Three decades developing agroecology in Nicaragua

Since the mid-1980s, the promotion of soil management practices and the incorporation of other farming techniques have taken place in Nicaragua, pushed by the National Union of Farmers and Ranchers (UNAG).

After the Farmer to Farmer Program [PCAP] started in 1986, it has developed a methodology of learning by doing, placing great value on the knowledge of the campesino family, including women and young people.

Difficulties in meeting technical standards

PCAC promoters considered a success the 2011 approval of the Agro-ecological or Organic Production Development Law. It will enter into force with the Nicaraguan Mandatory Technical Standard (NTON), which creates a blueprint for tools that develop agro-ecological production, allowing the characterization of the production units, such as the development of management plans to guide the transformation of production processes in terms of compliance with the NTON.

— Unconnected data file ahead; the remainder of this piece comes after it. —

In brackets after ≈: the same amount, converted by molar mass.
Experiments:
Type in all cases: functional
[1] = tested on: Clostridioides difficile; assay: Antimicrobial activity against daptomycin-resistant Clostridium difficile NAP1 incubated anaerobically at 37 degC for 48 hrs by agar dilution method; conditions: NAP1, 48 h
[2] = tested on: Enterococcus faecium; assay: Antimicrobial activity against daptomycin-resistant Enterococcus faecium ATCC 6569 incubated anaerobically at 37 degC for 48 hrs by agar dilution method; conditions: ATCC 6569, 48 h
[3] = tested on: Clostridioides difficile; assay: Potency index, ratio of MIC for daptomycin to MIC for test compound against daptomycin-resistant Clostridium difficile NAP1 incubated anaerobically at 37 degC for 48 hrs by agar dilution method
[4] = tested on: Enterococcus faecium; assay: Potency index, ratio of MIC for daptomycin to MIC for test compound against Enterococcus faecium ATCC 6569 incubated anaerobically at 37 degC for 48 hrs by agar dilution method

Nevertheless, there isn’t consensus on the application of NTON, said Jorge Vásquez, an expert with the PCAC, because “producers are questioning the dissemination of technical standards, especially as pertains to incentives, because that has to do with the assistance, which remains unclear,” he told Latinamerica Press.

Another factor aiding the agro-ecological movement is the Food Sovereignty and Security Strategy within the government’s National Human Development Plan, with the goal to “reduce food and nutrition insecurity in the rural population, rooted in small- and medium-scale food producers.”

The government’s document on Sectorial Policies for Food Security states that “food security and sovereignty reflects to the state of availability and stability in the food supply for everyone, everyday, in a timely manner to ensure nutritional wellbeing and enable [people] to make good biological use of food to achieve development without affecting the ecosystem.”

The Nicaraguan Agro-ecological Movement, comprising organizations that defend ecological practices in production systems, is establishing strategies for campaigns to counter unrestrained propaganda promoting the use of agrochemicals. Instead, it is encouraging agro-biodiversity, which has to do with the conservation of genetic resources related to agriculture, native seed conservation and crop diversification.

Source | Latinamerica Press